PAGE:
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Inaugural Lokhandwala Lecture

Renowned Physician-Scientist Peter Hotez Discusses Vaccine Programs, Threat of Anti-science Movement

August 29 — In his presentation at the University of Houston College of Pharmacy's inaugural Lokhandwala Lecture & Research Convocation June 26, renowned physician, scientist, author and vaccine advocate Peter J. Hotez, M.D., Ph.D., encouraged current and future health professionals to be more vocal in engaging with patients and the community alike about the safety and science behind vaccines to combat the dangerous wave of "anti-vaxx" and anti-science rhetoric.

During his presentation, "COVID-19 and Vaccines: Science vs. Anti-science," Hotez discussed his academic and research journey, his particular interest in tropical and neglected diseases, his profound certainty that vaccines were not responsible for his daughter's autism, and his willingness to speak out on public health matters in the news and social media despite facing insults and threats from the misinformed to the fanatical conspiracy theorists.

Life of Service to Science

Hotez serves as dean of the National School of Tropical Medicine and Professor of Pediatrics and Molecular Virology & Microbiology at Baylor College of Medicine where he is also the co-director of the Texas Children’s Center for Vaccine Development (CVD) and Texas Children’s Hospital Endowed Chair of Tropical Pediatrics./p>

Hotez is an internationally recognized physician-scientist in neglected tropical diseases and vaccine development. As co-director of the Texas Children’s CVD, he leads a team and product development partnership for developing new vaccines for hookworm infection, schistosomiasis, leishmaniasis, Chagas disease, and SARS/MERS/SARS-2 coronavirus, diseases affecting hundreds of millions of children and adults worldwide, while championing access to vaccines globally and in the U.S.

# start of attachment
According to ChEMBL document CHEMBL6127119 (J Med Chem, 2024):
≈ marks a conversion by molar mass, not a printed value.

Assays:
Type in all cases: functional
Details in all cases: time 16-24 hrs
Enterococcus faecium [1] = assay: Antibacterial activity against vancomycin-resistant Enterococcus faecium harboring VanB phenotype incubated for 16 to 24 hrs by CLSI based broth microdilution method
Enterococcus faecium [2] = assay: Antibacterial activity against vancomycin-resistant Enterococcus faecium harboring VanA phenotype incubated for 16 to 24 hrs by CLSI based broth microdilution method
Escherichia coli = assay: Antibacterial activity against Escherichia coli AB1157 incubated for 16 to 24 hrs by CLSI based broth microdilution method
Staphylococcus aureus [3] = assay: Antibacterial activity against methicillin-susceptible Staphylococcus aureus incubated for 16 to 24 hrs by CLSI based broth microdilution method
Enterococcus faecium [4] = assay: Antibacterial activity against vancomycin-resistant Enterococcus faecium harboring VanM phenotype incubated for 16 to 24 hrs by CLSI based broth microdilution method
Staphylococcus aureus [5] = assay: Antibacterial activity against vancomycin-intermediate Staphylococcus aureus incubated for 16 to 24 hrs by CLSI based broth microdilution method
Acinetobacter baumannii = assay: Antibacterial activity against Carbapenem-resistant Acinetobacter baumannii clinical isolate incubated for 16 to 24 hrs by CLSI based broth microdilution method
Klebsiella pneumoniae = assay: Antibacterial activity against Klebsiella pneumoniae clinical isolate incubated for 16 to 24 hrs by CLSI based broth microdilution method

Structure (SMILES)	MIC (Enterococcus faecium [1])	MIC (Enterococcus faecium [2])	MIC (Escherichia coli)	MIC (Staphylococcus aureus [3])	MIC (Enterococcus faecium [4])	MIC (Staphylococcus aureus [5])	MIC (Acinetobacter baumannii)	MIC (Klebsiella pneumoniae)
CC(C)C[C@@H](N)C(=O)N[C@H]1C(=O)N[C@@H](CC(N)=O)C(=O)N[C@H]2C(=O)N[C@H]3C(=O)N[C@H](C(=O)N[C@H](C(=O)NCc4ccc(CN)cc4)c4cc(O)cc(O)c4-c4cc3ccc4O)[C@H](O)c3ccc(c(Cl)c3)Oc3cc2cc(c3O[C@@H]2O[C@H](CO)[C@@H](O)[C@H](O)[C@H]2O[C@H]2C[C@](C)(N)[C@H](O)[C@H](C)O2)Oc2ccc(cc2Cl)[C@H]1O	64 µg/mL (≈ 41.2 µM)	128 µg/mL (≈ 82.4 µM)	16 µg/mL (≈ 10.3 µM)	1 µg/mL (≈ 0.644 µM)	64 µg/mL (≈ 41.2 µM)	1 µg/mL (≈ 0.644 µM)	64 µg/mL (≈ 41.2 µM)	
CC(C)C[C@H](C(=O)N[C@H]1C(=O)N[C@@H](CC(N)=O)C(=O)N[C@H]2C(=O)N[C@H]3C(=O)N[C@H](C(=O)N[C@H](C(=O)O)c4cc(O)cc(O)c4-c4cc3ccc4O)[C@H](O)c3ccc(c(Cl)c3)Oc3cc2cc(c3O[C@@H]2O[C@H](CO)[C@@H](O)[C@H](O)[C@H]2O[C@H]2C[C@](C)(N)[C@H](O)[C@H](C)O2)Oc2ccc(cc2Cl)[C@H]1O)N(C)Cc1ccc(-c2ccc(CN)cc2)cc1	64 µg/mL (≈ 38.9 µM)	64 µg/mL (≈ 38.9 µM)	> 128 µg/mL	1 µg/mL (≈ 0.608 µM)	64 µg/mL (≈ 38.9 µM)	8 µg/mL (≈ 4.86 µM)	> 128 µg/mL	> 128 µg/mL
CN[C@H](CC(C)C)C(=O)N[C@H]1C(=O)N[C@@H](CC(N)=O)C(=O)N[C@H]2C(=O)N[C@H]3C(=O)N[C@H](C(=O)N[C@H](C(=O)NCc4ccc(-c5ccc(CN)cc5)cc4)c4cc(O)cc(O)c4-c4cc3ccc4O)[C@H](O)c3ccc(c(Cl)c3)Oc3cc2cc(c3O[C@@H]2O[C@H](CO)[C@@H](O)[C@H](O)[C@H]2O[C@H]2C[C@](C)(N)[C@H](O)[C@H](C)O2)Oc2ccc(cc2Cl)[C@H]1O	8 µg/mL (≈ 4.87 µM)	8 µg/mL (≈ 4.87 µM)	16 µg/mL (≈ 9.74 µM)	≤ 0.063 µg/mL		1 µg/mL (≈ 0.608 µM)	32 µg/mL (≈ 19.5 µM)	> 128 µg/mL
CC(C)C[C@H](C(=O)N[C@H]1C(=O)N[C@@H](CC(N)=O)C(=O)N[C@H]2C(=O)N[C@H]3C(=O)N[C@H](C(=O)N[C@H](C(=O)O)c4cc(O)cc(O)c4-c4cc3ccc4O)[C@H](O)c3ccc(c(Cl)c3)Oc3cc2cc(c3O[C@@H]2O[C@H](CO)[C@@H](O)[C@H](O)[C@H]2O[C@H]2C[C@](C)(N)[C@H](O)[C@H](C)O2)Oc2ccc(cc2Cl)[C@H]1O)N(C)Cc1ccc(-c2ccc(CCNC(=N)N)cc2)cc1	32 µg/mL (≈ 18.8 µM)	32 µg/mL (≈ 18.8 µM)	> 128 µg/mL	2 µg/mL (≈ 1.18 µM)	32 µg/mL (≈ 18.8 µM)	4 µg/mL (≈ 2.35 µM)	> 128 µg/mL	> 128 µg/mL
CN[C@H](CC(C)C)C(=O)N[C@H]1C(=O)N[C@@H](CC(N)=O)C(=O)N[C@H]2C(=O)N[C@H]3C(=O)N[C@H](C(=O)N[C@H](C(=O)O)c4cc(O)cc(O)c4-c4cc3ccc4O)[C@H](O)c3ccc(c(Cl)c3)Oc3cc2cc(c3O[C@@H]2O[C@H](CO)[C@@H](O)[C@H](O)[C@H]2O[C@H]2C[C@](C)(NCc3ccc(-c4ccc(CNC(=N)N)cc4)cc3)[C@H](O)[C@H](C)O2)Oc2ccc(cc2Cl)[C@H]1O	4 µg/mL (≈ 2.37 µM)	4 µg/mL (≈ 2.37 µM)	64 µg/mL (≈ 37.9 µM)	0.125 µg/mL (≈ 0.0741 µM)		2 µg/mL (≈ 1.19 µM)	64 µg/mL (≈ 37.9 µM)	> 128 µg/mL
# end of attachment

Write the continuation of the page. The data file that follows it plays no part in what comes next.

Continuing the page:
In December 2021, Hotez led efforts at the Texas Children’s Center for Vaccine Development to develop a low-cost recombinant protein COVID vaccine for global health, resulting in emergency use authorization in India. In 2022, Hotez and his colleague Dr. Maria Elena Bottazzi were nominated for the Nobel Peace Prize for "their work to develop and distribute a low-cost COVID-19 vaccine to people of the world without patent limitation."

Graduate TED Talks

The event also featured three-minute TED Talks by UHCOP graduate students on their current research:

  • Kalyani A. Kulkarni, "Angiotensin II Type 2 Receptor (AT2R) Activation Prevents Disruption in Megalin Cellular Location and the Onset of Proteinuria in Obese Zucker Rats Fed with High Sodium Diet";
  • Tarilate Temedie Asogwu, "Determinants of Race and Ethnic Disparities in the use of Preventive Health Services for Cardiovascular Diseases (CV) Among Adults in the United States";
  • Prachet Bhatt, "Intention to dispose of unused prescription medications used in home disposal products";
  • Sayantap Datta, "Dual Targeting Oncogene and Inflammation for Breast Cancer Therapy"; and
  • Jieni Li, "Machine Learning Approaches to Evaluate Treatment Switching in Patients with Multiple Sclerosis."

Honoring Former Dean

The convocation and lecture series honors UHCOP Professor Emeritus Mustafa F. Lokhandwala, Ph.D., FAHA, FASN.

Known to most as "Musti," Lokhandwala came to UH in 1972 as a graduate student joined the college faculty and administration in 1981. Over the next 46 years, Lokhandwala was elevated to numerous leadership posts within the college – including Department Chair (1980-1991), Dean (1992-2002), Executive Vice-Dean for Research (2003-2019), Joseph P. and Shirley Shipman Buckley Endowed Professor (2018-2022) and Director of the Heart and Kidney Institute (2006-2021) – and in his scientific and professional pursuits, including election as Fellow of American Heart Association and the American Society of Nephrology.

Lokhandwala’s passion and commitment to the college, its students and scientific knowledge resulted in many achievements in the college’s growth and development, including securing approval from the Texas Higher Education Coordinating Board for establishing Ph.D. and Pharm.D. programs at the college and increasing research funding from $500,000 in the 1990s to over $11 million in FY2018.

Lokhandwala’s successful research program, which focused on understanding the mechanisms of cardiovascular diseases such as hypertension, received continuous support from the National Institutes of Health. His research also has produced more than 200 peer-reviewed journal articles and reviews, 200-plus abstracts, and more than two dozen books and book chapters.